Atlas moths primarily communicate through chemical cues, such as with the pheromones of female moths, and their visual appearance. Waxy larvae may resemble bird droppings or decaying caterpillars, thus discouraging predation (Peigler, 1983). Similarly, adult moths are patterned to resemble snakes, perhaps warding off predators, especially birds (Peigler, 1983). Interestingly, female atlas moths do not respond to the mating pheromones they or other females of their species produce (Maida and Ziesmann, 2001). (Britannica, 2013; Maida and Zeismann, 2001; Peigler, 1983)

Food Habits

Atlas moths are folivores as larvae, consuming only the leaves of host plants rather than flowers, woody stems, roots, or any other plant parts (CAB International, 2020a). They prefer the mature leaves of small trees 2-5 meters in height and do not tend to consume developing leaves (CAB International, 2020a). Because the other life stages (egg, pupa, adult) do not consume food, the large growing larvae must consume large amounts of leaves to store enough energy to carry out future life processes (CAB International, 2020a).

Peigler (1983) identified over 80 species in over 40 genera of plants that are host plants of species in the genus Attacus. The following plants have been identified as the main hosts of Attacus atlas: Averrhoa carambola (carambola), Cinchona officinalis (Cinchona tree), Elettaria cardamomum (cardamom), Litchi chinensis (lichi), Mangifera indica (mango), Persea americana (avocado), Psidium guajava (guava), Swietenia macrophylla (big leaved mahogany), Syzygium samarangense (water apple). An additional 21 hosts have also been identified, including tea, cocoa, and pepper plants (CAB International, 2020a). ("Attacus atlas (atlas moth)", 2020; Peigler, 1983)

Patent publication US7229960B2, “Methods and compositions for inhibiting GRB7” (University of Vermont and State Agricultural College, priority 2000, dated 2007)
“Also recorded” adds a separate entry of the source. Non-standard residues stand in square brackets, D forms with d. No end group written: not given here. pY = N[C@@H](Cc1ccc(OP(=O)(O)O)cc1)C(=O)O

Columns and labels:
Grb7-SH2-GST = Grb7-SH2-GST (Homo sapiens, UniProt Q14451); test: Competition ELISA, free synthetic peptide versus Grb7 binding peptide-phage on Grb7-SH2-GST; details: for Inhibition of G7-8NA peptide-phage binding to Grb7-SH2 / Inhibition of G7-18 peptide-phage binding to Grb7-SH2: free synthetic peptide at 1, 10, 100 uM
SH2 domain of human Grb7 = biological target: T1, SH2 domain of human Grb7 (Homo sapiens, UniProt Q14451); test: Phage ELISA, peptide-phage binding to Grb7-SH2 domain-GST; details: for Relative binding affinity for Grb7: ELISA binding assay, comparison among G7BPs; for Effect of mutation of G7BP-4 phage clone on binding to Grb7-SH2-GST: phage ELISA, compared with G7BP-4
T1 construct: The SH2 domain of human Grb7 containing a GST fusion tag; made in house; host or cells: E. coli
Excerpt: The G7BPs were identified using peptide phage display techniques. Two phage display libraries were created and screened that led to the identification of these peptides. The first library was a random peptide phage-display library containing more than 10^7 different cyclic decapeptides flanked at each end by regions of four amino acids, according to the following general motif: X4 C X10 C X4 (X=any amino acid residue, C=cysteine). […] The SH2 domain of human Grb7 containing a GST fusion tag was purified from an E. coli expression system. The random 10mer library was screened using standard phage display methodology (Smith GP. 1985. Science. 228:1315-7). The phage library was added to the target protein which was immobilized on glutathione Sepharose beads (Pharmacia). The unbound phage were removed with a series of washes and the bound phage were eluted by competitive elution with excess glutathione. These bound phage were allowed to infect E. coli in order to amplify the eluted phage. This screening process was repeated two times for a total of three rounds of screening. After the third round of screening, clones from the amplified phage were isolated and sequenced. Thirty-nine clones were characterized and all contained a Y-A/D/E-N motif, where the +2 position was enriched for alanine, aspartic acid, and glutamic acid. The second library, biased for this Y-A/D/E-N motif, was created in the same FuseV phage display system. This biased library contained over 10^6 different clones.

• Plant Foods
  • leaves


As larvae, the green coloration of Attacus atlas offers camouflage against the green host leaves. The wax secreted by the caterpillars may also discourage predation by mimicking bird droppings or a dead larva infected with a white fungus, though this has not been tested (Peigler 1983). Caterpillars also spray irritating compounds, including vertebrate neurotransmitters, from small holes in their abdominal scoli when vigorously touched, likely as a defense against birds (Deml, 2000).

The hanging cocoons are hidden among the leaves of host plants and hang so that if pecked they swing back and forth and thus are more difficult for birds to pierce (Peigler 1983). The large size of A. atlas in its adult stage aids in defense against vertebrate predators, especially mammals and birds, by discouraging attack and perhaps frightening them (Peigler 1983). The wings of moths in the genus g. Attacus resemble snakes and if threatened may drop to the ground and thrash around like a snake uncoiling, or else feign death and attempt to blend in with the ground (Peigler 1983). Furthermore, since predators, especially birds, tend to attack the circular spots and the elongated sections of the wings, the moth can escape from an attack with its body intact and retain the ability to fly even with large amounts of wing damage (Peigler 1983). Because A. atlas occupies a large number of host plants, parasites and predators are less likely to learn to target only a few plants in search of hosts and prey (Peigler 1983). (Deml, 2000; Peigler, 1983)

  • Anti-predator Adaptations
  • mimic
  • cryptic

Ecosystem Roles

Atlas moths act as tree defoliators as larvae and as hosts for over a dozen parasites in the egg, larval, and adult stages (CAB International, 2020a; CAB International, 2020b). They are also prey to birds, lizards, and possibly ants. Through defoliation, larvae may allow for more light to reach the forest floor thus allowing new plants to grow. ("Attacus atlas (atlas moth)", 2020; "Species Page | atlas moth | Attacus atlas", 2020)

Commensal/Parasitic Species

Economic Importance for Humans: Positive

The large cocoons of Attacus atlas have similar properties to those of the silk moth Bombyx mori and thus offer an alternative form of silk production (Reddy et al. 2013). The tan to brown silk of atlas moths has been used in east Asia to weave the naturally brown textile fagara silk (Seltzer and Peigler 2015). Atlas moths are popular in the pet trade due to their ease of care and docile activity levels; they also have been used in many zoos and museums as an example of insect diversity and adaptation. (Reddy, et al., 2013; Seltzer and Peigler, 2015)